blocker induced withdrawal-like symptoms among
frequent tanners, suggesting an opiate-like
addiction. Study of youthful frequent indoor
tanning bed users demonstrated addictive-like
biologic explanation for the addictive potential
of tanning may be that the UV-tanning response
involves melanin stimulating hormone (MSH)
production, and this may accompanied by the
release of ß-endorphin, which shares the same
precursor peptide (propriomelanocortin). The
production of ß-endorphin is produced in the
same pathway was shown in a study exploring
the pathway of the tanning response. Another
study, however, concluded that there were
no significant differences in the mean plasma
levels of ß-endorphin between people who were
exposed to tanning beds and those who were
beds can contain many microbes, some of which
are pathogens that can cause skin infections
or can be ingested and cause gastric distress.
The most common pathogens found on tanning
beds are: Pseudomonas
aureus, and Enterobacter
and adolescents who use tanning beds are at
greater risk because of biological vulnerability
to UV radiation. Epidemiological studies have
shown that exposure to artificial tanning
increases the risk of malignant melanoma and
that the longer the exposure, the greater
the risk, particularly in individuals exposed
before the age of 30 or who have been sunburned.
is increasing faster in females 15–29 years
old than males in the same age group. In females
15–29 years old, the torso is the most common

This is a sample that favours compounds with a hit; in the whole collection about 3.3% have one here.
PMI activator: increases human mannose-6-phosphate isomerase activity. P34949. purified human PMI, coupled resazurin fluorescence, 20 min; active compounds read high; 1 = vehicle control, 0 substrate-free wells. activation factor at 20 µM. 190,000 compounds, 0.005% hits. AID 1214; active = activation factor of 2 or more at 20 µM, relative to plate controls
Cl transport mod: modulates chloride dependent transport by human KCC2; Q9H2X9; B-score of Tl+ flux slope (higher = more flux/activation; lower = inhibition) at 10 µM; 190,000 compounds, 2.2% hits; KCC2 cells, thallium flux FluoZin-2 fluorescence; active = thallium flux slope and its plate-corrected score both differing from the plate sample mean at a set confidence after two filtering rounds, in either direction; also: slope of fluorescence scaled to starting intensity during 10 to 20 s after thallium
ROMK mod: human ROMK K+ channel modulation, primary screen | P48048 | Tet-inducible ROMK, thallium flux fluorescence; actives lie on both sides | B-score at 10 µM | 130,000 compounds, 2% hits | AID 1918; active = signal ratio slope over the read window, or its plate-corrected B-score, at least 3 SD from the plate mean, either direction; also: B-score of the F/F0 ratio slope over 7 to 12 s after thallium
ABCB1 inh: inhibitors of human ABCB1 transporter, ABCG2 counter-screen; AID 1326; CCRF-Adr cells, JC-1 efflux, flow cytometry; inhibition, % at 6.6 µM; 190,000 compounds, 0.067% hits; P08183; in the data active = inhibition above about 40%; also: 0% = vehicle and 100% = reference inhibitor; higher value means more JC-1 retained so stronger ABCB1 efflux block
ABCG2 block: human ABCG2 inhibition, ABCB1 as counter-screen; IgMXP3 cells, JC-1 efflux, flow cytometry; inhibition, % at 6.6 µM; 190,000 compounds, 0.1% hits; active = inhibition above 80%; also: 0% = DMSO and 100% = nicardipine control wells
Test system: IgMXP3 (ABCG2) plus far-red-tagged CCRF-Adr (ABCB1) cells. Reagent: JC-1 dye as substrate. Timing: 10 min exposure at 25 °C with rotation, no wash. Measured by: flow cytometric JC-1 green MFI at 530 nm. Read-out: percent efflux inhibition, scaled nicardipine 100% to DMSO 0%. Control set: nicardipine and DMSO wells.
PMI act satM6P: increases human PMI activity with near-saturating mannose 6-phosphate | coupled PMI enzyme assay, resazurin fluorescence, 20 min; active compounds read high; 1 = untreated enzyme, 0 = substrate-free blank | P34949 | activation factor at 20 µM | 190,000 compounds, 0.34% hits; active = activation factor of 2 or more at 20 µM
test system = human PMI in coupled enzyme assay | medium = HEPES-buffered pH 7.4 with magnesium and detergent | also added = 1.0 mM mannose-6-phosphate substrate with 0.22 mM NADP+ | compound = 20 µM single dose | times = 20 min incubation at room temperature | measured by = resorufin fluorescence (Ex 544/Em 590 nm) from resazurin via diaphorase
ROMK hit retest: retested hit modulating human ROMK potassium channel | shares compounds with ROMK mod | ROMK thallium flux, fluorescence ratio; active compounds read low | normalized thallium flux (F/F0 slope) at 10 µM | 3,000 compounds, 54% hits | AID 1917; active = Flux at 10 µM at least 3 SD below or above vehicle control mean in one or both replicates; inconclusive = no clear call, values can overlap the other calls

location for developing melanoma, which may
be the result of high-risk tanning behaviors.
study conducted amongst a college student
population found that awareness of the risks
of tanning beds did not deter the students
from using them. A study published in Pediatrics
in 2002 identified the main psychosocial factors
of children and adolescents who using tanning
beds as: having friends who tan, the belief
that it’s ok to get burned in order to achieve
a good tan, and that having tanned skin is
more attractive and healthier looking than
describes the inability of an individual to
stop artificially tanning, and has been indicated
among teenagers who regularly tan indoors
and admit to being unable to stop.
a national sample of non-Hispanic white teenagers,
24% of respondents [or 2.9 million teens]
between the ages of 13 to 19 reported using
a tanning facility at least once in their
lives. Nationally, more than 25% of teenage
girls have used tanning salons three or more
times in their lives. Ten percent of teens
visit tanning salons weekly. Teenagers are
frequent targets of the tanning industry’s
highly visible marketing tactics, attracting
teens through coupons and media outlets, and
going as far as placing ads in high school
newspapers. It is difficult for a teen to
resist offers for free tanning trial periods,
membership deals, steep discounts, or "unlimited
children and adolescents who use indoor tanning
facilities for cosmetic reasons, the focus
on perceived, immediate benefits overshadows
the cumulative risks and consequences in the
future. Parents, pediatricians, public health
practitioners, and lawmakers are rallying
support to provide more comprehensive information
and support to young people who use tanning
May 2012 Northern Ireland banned the use,
hire and sale of tanning beds for children
and teenagers under 18. A similar law was
announced in Ireland in June 2014, to be effective
from July 2014.
July 23, 2003, Brazil outlawed the use of
tanning beds for minors. The ban was expanded
to persons of all ages in 2009. The Brazilian
government also deemed the use of tanning
beds unnecessary, due to the tropical temperatures
in Latin America.
is discussing new regulations that would limit
the amount of UVB allowed in tanning lamps
and devices. In the United Kingdom (except
for Northern Ireland), anyone under 18 years
of age will be banned from using sunbeds,
as this legislation was passed by Parliament.
This also includes salons.
Elsewhere in Europe, under 18s are prohibited
from indoor tanning in Belgium, The Netherlands,
Finland, France, Germany, Spain, Iceland,
Norway and Lithuania.
Province of Ontario re-introduced the Skin